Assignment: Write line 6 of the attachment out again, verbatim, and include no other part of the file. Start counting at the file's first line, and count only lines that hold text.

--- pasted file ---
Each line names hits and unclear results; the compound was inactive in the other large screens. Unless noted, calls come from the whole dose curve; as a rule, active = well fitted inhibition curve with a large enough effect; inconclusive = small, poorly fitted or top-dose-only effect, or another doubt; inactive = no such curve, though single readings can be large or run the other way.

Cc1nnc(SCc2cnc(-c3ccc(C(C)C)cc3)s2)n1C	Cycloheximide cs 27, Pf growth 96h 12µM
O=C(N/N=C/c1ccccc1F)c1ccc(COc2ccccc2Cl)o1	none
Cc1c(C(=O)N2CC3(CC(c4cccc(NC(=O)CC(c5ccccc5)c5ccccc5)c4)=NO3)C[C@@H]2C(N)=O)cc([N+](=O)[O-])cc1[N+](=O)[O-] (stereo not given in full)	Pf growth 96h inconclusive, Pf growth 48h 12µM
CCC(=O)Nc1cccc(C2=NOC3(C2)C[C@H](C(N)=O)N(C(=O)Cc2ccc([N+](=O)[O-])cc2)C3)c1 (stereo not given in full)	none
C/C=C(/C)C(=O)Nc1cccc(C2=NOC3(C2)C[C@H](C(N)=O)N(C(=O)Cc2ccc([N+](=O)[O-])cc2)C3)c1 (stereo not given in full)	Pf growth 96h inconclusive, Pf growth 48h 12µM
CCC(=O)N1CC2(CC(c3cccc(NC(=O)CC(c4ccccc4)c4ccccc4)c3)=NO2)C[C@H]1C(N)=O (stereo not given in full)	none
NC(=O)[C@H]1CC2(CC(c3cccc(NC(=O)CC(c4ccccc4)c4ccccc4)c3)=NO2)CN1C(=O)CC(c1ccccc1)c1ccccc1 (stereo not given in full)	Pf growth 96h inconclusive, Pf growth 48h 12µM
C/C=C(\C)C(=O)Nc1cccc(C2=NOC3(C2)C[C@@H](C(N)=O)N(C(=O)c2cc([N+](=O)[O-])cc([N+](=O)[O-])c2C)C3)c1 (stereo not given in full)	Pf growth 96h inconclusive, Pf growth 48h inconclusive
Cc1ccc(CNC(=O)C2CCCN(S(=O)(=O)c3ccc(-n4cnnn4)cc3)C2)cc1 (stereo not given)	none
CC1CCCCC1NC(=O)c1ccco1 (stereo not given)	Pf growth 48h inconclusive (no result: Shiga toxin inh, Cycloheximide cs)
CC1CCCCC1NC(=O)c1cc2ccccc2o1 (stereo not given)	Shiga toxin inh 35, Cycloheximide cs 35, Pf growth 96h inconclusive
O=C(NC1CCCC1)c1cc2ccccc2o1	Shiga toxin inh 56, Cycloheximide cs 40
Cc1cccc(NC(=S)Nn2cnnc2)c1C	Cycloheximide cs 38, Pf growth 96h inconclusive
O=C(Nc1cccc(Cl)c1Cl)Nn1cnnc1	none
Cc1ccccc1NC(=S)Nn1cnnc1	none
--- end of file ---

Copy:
C/C=C(/C)C(=O)Nc1cccc(C2=NOC3(C2)C[C@H](C(N)=O)N(C(=O)Cc2ccc([N+](=O)[O-])cc2)C3)c1 (stereo not given in full)	Pf growth 96h inconclusive, Pf growth 48h 12µM